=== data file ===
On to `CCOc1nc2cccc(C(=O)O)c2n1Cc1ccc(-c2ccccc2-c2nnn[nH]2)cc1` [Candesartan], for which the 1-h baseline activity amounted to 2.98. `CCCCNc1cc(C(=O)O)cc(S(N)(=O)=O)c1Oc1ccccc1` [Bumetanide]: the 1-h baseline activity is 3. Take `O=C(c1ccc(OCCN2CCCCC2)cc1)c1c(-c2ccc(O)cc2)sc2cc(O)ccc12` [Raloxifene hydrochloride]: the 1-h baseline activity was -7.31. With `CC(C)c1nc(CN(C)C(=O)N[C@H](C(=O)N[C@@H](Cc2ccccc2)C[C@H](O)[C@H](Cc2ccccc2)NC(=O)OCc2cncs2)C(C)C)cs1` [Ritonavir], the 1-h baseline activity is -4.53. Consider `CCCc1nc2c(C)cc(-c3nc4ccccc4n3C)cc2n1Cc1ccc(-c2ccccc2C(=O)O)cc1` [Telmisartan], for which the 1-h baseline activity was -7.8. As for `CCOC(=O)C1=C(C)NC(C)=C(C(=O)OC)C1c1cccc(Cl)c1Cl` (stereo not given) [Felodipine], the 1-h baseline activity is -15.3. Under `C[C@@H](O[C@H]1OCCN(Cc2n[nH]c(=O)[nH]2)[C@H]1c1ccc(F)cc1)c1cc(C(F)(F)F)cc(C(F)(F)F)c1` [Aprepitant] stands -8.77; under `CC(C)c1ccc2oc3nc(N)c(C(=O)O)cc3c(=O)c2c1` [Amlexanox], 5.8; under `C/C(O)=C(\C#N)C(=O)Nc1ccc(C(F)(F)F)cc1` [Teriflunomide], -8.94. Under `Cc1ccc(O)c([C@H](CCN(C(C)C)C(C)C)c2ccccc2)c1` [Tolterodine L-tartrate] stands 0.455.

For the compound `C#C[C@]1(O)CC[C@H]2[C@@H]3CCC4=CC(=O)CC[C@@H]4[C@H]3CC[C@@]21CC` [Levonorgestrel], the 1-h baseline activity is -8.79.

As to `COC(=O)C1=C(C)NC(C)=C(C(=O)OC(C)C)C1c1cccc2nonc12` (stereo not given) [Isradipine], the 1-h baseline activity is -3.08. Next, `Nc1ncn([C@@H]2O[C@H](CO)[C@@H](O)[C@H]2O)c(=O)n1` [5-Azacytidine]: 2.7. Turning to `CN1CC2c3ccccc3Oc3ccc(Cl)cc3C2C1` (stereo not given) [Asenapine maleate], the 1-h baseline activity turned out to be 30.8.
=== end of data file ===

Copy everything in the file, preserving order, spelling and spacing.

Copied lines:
On to `CCOc1nc2cccc(C(=O)O)c2n1Cc1ccc(-c2ccccc2-c2nnn[nH]2)cc1` [Candesartan], for which the 1-h baseline activity amounted to 2.98. `CCCCNc1cc(C(=O)O)cc(S(N)(=O)=O)c1Oc1ccccc1` [Bumetanide]: the 1-h baseline activity is 3. Take `O=C(c1ccc(OCCN2CCCCC2)cc1)c1c(-c2ccc(O)cc2)sc2cc(O)ccc12` [Raloxifene hydrochloride]: the 1-h baseline activity was -7.31. With `CC(C)c1nc(CN(C)C(=O)N[C@H](C(=O)N[C@@H](Cc2ccccc2)C[C@H](O)[C@H](Cc2ccccc2)NC(=O)OCc2cncs2)C(C)C)cs1` [Ritonavir], the 1-h baseline activity is -4.53. Consider `CCCc1nc2c(C)cc(-c3nc4ccccc4n3C)cc2n1Cc1ccc(-c2ccccc2C(=O)O)cc1` [Telmisartan], for which the 1-h baseline activity was -7.8. As for `CCOC(=O)C1=C(C)NC(C)=C(C(=O)OC)C1c1cccc(Cl)c1Cl` (stereo not given) [Felodipine], the 1-h baseline activity is -15.3. Under `C[C@@H](O[C@H]1OCCN(Cc2n[nH]c(=O)[nH]2)[C@H]1c1ccc(F)cc1)c1cc(C(F)(F)F)cc(C(F)(F)F)c1` [Aprepitant] stands -8.77; under `CC(C)c1ccc2oc3nc(N)c(C(=O)O)cc3c(=O)c2c1` [Amlexanox], 5.8; under `C/C(O)=C(\C#N)C(=O)Nc1ccc(C(F)(F)F)cc1` [Teriflunomide], -8.94. Under `Cc1ccc(O)c([C@H](CCN(C(C)C)C(C)C)c2ccccc2)c1` [Tolterodine L-tartrate] stands 0.455.

For the compound `C#C[C@]1(O)CC[C@H]2[C@@H]3CCC4=CC(=O)CC[C@@H]4[C@H]3CC[C@@]21CC` [Levonorgestrel], the 1-h baseline activity is -8.79.

As to `COC(=O)C1=C(C)NC(C)=C(C(=O)OC(C)C)C1c1cccc2nonc12` (stereo not given) [Isradipine], the 1-h baseline activity is -3.08. Next, `Nc1ncn([C@@H]2O[C@H](CO)[C@@H](O)[C@H]2O)c(=O)n1` [5-Azacytidine]: 2.7. Turning to `CN1CC2c3ccccc3Oc3ccc(Cl)cc3C2C1` (stereo not given) [Asenapine maleate], the 1-h baseline activity turned out to be 30.8.